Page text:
Book covers are probably more important than you think.
It doesn’t matter if you are publishing a book, an ebook, or just a PDF that you plan to give away on your website, the cover will often determine how many sales or downloads you will end up getting. Why?
Because whether it’s fair or not, virtually all of us judge the quality of a book by its cover. It turns out the cover of a book is far more than simple window dressing, it is the first vital step in the book buying process.
It all starts with the cover, and if the cover sucks, we don’t move on in the process.
Notice that actually opening the book and reading what’s inside is usually the last thing most of us do when deciding whether or not to buy a book.
So if the cover of a book is so important, why do so many of us authors keep screwing it up again and again?
Part of the problem is that there seems to be a lot of bad information out there. Some of this is due to the misinformed ramblings of the internet, but it’s partly the fact that so many of the things we believe about book covers, seem to make perfect sense (but they’re wrong).
That’s why we’re going to look at some common book cover mistakes that may be secretly sabotaging your sales. . .
Let’s be honest. When it comes down to it, book covers are about selling books, not creativity.
A book cover’s primary job is to attract the reader’s attention and then encourage them to pick up (or click on) your book to find out more. However, it’s not just about shouting to get attention. A book cover also has to attract the right audience and fit their expectations. In other words, a thriller has to look like a thriller, and a romance title has to look like a romance title. Each genre has its own unique look that any (at least successful) author will have to adopt.
A good book cover has to match the reader’s expectations. A great book cover, however, will also remind them of a book in that genre they already like
Just because you may be a good writer, that doesn’t mean that you are a good book cover designer.
This is a lesson that I had to learn the hard way.
For my first book, I spent weeks attempting to design my book cover. At the time, I thought that it was simply part of the self-publishing process. After all, I’m the one who wrote the book, so who would possibly be better qualified to design the cover for it? Well, as it turns out, pretty much anyone.
I think this is all part of the bootstrapping mentality that comes from being a self-published author. You fall into this mindset that you have to do everything yourself, and try to save every penny that you can in the process.
The problem is that writing and graphic design are two very different skill sets. Just because you can do one of them, doesn’t necessarily mean that you can do the other. Even if I got lucky and somehow cobbled together a decent looking cover (which I didn’t), I still had no clue about the design conventions of my genre or the expectations of my target audience. Fortunately, I eventually came to my senses and found myself a professional book cover designer.
Looking back now, I realize that any money I would have possibly saved on creating a cover myself was more than made up for by all of the sales I would have lost if my original crappy cover had ever seen the light of day.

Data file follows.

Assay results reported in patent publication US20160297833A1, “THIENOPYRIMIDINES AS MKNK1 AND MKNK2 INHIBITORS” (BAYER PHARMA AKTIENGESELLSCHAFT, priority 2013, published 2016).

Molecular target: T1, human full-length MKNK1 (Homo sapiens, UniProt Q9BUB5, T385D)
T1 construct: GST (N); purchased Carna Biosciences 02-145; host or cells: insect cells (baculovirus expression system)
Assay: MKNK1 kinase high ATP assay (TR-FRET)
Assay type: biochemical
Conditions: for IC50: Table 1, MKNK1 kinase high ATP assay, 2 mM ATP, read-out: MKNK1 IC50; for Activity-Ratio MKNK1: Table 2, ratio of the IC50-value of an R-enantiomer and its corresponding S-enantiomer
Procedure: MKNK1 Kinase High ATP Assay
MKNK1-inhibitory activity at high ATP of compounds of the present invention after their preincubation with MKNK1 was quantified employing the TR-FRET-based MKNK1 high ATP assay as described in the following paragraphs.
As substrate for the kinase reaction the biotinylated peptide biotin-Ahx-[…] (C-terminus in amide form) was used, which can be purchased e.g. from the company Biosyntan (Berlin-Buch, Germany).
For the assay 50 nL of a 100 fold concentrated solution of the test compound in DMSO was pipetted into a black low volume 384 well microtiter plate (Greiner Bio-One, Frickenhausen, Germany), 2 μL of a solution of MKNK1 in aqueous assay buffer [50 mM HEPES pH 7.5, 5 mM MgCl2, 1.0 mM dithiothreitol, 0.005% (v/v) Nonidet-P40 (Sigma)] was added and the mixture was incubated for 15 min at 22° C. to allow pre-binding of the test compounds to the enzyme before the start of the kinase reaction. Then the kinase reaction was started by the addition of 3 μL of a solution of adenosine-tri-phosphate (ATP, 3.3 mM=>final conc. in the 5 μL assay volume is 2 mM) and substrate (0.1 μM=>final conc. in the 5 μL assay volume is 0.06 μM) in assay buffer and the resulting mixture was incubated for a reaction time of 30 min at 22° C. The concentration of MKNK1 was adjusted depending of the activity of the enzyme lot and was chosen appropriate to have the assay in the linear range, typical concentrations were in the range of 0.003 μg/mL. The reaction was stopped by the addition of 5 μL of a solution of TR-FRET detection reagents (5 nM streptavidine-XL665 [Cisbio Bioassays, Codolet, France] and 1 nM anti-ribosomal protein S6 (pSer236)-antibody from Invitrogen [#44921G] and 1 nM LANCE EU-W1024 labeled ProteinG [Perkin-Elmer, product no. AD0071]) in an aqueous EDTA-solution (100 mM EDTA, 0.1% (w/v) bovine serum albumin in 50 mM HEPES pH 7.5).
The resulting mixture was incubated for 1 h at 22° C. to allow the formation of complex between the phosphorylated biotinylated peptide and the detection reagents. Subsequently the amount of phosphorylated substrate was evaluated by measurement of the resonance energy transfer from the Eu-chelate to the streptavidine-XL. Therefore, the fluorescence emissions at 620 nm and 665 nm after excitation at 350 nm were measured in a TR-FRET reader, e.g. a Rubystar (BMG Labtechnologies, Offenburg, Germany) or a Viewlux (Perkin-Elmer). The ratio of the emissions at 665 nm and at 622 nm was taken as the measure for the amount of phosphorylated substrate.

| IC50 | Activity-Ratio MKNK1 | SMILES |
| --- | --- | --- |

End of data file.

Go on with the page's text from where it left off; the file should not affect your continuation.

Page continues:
Even though we would all like to think of ourselves as enlightened beings who can look past the superficial beauty is only skin deep kind of thing, the truth is that virtually all of us make assumptions about a book based on the quality of its cover.
I think most of us have seen these amateur looking book covers on Amazon and not given them a second look. Why? Because we assume that any book that has a mediocre cover probably has mediocre writing inside. In other words, if the author didn’t care enough to create a quality cover for their book, we assume they most likely didn’t care about editing or proofreading the content of their book either.
Unfortunately, no one is probably going to tell you that your cover sucks, they will simply ignore it. They won’t buy it or leave a negative review, they will simply move on to someone else’s book.
You might think that most book promotion sites are only interested in making money, so they will be more than happy to take your cash to promote your book even if it has an amateur looking cover.
The problem with this theory, however, is that most of these sites know from experience that even if they end up taking your money and promoting your book, nobody is going to click on a book with a crappy looking cover even if it’s only $.99
Not only that, but at least the more reputable book promotion sites want to protect their reputation by only offering their subscribers quality books. They know that if they continue to promote books that aren’t up to a certain standard, they are going to start losing valuable subscribers, which is why having an amateur looking book cover will often prevent you from getting a listing on many of the better book promotion sites.
This one kind of surprised me because, honestly, it’s not something that I had really thought about back when I was scurrying around trying to get my first book published. I wasn’t thinking about how the paperback version of the cover might be different from the ebook version of the book.
However, as I’ve talked to other authors since then, I’ve noticed that there seems to be this perception out there that ebook covers don’t have to have the same quality as paperback book covers.